Cincinnati Opera Paints Frida In Vibrant Colors
By Janelle Gelfand
Designed by Monika Essen and directed by Jose Maria Condemi, the 2015 production originated at Michigan Opera Theatre. It unfolds cinematically in 13 scenes over two acts to a vivid and clever libretto by Hilary Blecher and Migdalia Cruz.
The opera offers an unflinching view of the artist’s lifelong torments as well as her passions. Perhaps it’s a sign of the world’s continued fascination with Frida that all seven performances were sold out before opening night — albeit in the small, 437-seat Jarson-Kaplan Theater at the Aronoff Center for the Arts, in downtown Cincinnati. The production, through July 8, coincides with the 110th anniversary of Kahlo’s birth (July 6, 1907).
Cincinnati is the sixteenth city to present Frida since its world premiere at Plays and Players Theater in Philadelphia, a commission of the American Music Theater Festival (now Prince Theater). In the words of composer Rodriguez, who was in town for the Cincinnati premiere, Frida “was an opera waiting to happen.”
Kahlo’s surreal self-portraits mirrored facets of her complicated life. She survived polio at age 6 and in 1925 she was nearly killed in a bus accident in which a steel handrail impaled her body. She endured pain, multiple surgeries, and miscarriages.
In her turbulent marriage to the muralist Diego Rivera, they both flaunted their infidelities, he with Frida’s sister Cristina, she with the Marxist revolutionary Leon Trotsky. But Frida also captures her unabashed sense of humor and sexuality. Her world as depicted in the opera includes joyous dancing by brilliantly costumed Mexican dancers at her wedding to Diego. There is an entertaining scene between the artist wearing her traditional Mexican Tehuana dress and snooty patrons at a New York party with the Rockefellers and Fords.
No less engaging is Rodriguez’s score, which is as complex and richly layered as Frida’s personality. It is colored with folkloric Mexican music, jazz, sophisticated modernism, sensuous atmosphere, and subtle musical quotations. (The orchestra plays the Tristan chord when Frida confronts Henry Ford about his anti-Semitism.) With its Broadway-style songs, amplified singers, dialogue, and monologues, this opera might be just as happy on the musical theater stage.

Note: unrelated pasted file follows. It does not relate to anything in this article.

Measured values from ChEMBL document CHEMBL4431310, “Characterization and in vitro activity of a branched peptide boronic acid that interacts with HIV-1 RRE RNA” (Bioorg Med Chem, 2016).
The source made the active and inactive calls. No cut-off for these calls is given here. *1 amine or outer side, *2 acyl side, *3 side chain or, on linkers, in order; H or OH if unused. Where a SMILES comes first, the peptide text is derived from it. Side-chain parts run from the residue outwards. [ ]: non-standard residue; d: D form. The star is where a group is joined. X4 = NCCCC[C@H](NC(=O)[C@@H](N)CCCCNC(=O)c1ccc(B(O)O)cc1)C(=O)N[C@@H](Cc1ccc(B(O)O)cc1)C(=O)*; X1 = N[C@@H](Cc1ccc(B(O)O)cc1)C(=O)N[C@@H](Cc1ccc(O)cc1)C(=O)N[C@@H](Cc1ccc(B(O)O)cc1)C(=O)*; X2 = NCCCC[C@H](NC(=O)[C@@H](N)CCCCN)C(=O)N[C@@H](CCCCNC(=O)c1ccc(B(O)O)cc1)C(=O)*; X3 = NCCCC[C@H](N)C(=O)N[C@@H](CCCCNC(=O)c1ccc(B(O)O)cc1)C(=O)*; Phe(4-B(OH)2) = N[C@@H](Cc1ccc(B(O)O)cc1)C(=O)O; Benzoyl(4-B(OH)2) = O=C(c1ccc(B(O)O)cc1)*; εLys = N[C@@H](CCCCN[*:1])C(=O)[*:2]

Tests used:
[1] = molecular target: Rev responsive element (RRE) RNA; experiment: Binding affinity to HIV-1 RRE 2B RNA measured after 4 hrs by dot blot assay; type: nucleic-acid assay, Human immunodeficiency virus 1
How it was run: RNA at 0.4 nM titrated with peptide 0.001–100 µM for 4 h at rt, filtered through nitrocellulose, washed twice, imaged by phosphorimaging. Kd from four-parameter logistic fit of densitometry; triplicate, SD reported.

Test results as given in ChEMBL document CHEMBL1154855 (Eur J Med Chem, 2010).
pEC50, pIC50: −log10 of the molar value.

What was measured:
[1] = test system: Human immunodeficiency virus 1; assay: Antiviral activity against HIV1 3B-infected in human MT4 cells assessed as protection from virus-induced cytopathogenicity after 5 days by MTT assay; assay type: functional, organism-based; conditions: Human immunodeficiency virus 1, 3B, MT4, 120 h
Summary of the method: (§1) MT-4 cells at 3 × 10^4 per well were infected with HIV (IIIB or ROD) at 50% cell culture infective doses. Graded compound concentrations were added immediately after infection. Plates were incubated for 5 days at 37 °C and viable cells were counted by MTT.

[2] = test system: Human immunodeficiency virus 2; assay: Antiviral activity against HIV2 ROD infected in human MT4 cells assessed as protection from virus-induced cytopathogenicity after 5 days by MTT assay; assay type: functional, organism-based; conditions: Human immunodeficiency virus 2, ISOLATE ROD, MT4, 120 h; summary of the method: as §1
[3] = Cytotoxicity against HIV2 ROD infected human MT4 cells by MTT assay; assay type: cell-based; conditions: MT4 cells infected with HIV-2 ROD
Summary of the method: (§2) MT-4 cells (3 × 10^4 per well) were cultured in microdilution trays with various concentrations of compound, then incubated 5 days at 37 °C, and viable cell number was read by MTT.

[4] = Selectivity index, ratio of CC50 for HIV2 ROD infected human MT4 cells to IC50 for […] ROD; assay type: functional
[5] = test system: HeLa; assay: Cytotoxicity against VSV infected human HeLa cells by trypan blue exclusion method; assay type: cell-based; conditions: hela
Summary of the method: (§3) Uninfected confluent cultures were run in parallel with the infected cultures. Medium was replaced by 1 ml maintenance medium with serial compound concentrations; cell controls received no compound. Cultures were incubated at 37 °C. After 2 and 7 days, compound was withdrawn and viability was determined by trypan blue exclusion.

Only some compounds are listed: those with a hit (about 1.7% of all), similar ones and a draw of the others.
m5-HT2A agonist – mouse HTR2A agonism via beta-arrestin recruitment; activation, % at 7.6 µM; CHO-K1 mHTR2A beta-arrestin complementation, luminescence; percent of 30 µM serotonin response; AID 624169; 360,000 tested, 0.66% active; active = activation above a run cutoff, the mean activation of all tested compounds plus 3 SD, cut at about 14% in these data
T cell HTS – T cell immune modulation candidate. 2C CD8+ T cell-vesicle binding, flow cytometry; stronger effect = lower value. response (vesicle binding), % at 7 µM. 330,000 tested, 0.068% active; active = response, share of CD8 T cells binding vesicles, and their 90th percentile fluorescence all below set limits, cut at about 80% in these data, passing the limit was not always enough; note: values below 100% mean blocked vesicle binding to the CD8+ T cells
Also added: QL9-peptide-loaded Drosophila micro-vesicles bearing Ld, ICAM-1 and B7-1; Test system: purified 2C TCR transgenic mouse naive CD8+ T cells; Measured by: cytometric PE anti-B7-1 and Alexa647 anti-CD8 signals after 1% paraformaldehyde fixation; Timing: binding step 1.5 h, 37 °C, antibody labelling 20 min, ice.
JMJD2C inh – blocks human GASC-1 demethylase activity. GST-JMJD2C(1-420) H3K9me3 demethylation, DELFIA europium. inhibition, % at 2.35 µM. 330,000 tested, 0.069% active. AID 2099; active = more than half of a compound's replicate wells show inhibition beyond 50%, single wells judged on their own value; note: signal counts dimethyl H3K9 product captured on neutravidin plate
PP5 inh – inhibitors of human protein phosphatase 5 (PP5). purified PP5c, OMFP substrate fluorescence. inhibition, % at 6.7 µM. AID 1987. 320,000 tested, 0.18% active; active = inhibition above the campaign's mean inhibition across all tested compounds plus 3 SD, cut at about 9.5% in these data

Essen’s fantasy-like, bi-level set design allowed Diego to paint his murals on a platform or carry on upstairs with a parade of lovers while Frida painted on the level below. The designer’s use of projections on several “canvases” was striking. Frida was photographed once in a gown and shawl, imitated by her image on a Vogue magazine cover projected behind her.
As a sign of Frida’s ever-present dance with death, calaveras — death figures in skull masks — accompanied her on her life’s journey. In one of the opera’s most powerful moments, Condemi staged Frida’s miscarriage as a nightmarish scene with the calaveras, a puppet turning on a stick as if on a spit, and streams of red ribbons. As Frida was presented with a mass of ribbons symbolic of her miscarriage, the image projected was of the famous painting of her in a hospital bed lying in a pool of blood (Henry Ford Hospital of 1932).
Taking on the title role, Colombian soprano Catalina Cuervo delivered a performance that was nothing short of a tour-de-force. She inhabited Frida’s persona completely, from the defiant schoolgirl who joins the Mexican Communist Party to the woman who lusts for life in all of its manifestations.